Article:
The objectives of this experiment were to evaluate the use of condensed corn distillers solubles (CCDS) mixed with chopped corn stalks on an intensive cool-season pasture and drylot growing-finishing program. A three-year study was conducted, using 112 Angus and Angus crossbred steer calves each year. Calves were weighed and assigned to four treatment groups by weight and color pattern, with four replications, and seven cattle per replication in each year. Treatments one (FEEDLOT) and two (F+CCDS) were fed in the feedlot from May until harvested. FEEDLOT included chopped alfalfa hay and corn, and F+CCDS included chopped corn stalks and CCDS. Treatment three (PASTURE) and four (P+CCDS) utilized rotational smooth bromegrass pasture grazing (May-September) with P+CCDS also receiving chopped corn stalks and CCDS. Following pasture, chopped alfalfa hay and corn for PASTURE treatment, and chopped corn stalks with CCDS for P+CCDS treatment were provided during the feedlot finishing period. Steers were weighed every 28 days, and daily feed intake was recorded to obtain feed consumption and feed conversion among the treatments during drylot feeding. The smooth bromegrass pasture consisted of 24 paddocks, each 0.69 ha in size. Cattle were fed to a average of 590 kg and harvested to obtain carcass measurements. Comparing FEEDLOT vs F+CCDS and PASTURE vs. P+CCDS, FEEDLOT and PASTURE cattle had greater daily DMI and ADG (P<0.05) than did cattle fed F+CCDS and P+CCDS, respectively. Feed conversion during the drylot feeding period favored FEEDLOT over F+CCDS and PASTURE over P+CCDS cattle (P<0.05), and overall FEEDLOT and F+CCDS over PASTURE and P+CCDS cattle (P<0.05). When cattle on PASTURE and P+CCDS treatments were removed from pasture, P+CCDS cattle had gained well over .23 kg/d better than PASTURE cattle. Though this advantage did not carry over into drylot feeding period, this might be a function of daily energy intake while on pasture. Average carcass weights and liver abscesses were not significantly different across the treatments, but differences were found among treatments (P<0.05) for ribeye area (REA), backfat thickness (BF) and kidney, pelvic and heart fat (KPH). The FEEDLOT cattle had larger REA compared with P+CCDS cattle. The BF was greatest in FEEDLOT cattle compared with cattle of the other treatments (P<0.05). A difference existed in quality grade for FEEDLOT vs P+CCDS cattle (P<0.05). However, overall treatment responses for quality grades were similar and within low Choice and Choice grades. The yield grade was not different among the treatments (P>0.05). Using actual costs, cattle fed F+CCDS were most profitable compared with cattle of other treatments (P<0.05). The FEEDLOT treatment was least profitable, and PASTURE and P+CCDS treatments were intermediate and not different from each other (P>0.05). From these results, we can conclude that substituting corn stalks with CCDS in a drylot finishing system is most profitable, furthermore, incorporating pasture into a feedlot finishing system with or without CCDS…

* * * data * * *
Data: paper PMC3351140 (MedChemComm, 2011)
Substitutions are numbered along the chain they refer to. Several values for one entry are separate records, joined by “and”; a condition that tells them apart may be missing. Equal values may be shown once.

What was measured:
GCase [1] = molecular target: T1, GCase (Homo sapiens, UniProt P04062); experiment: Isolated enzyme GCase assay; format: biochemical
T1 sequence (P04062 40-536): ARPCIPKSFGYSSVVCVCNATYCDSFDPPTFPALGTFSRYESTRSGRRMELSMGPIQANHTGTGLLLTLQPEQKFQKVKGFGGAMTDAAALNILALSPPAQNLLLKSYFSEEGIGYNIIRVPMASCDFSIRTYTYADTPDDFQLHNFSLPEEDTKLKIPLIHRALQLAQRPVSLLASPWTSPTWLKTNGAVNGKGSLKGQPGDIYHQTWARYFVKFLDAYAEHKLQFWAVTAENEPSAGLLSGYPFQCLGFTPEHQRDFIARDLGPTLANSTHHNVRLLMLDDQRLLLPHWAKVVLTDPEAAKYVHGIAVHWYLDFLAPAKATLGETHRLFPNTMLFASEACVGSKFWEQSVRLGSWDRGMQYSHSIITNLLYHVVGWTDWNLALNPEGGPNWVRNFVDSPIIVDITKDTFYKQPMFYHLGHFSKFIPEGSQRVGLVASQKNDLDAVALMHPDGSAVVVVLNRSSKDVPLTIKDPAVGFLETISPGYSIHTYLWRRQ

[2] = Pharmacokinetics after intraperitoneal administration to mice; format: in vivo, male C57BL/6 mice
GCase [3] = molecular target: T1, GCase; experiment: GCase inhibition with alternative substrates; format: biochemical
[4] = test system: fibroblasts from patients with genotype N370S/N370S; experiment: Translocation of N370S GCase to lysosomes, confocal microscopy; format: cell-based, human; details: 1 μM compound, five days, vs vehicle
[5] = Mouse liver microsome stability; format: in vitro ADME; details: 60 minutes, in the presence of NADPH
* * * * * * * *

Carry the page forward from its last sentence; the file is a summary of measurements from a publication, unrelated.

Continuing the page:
Subjects/Keywords: CCDS; Drylot; Pasture; Steers; Animal Sciences